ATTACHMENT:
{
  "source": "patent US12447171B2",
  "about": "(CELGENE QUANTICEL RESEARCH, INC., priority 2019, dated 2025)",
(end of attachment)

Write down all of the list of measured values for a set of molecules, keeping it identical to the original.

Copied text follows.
{
  "source": "patent US12447171B2",
  "about": "(CELGENE QUANTICEL RESEARCH, INC., priority 2019, dated 2025)",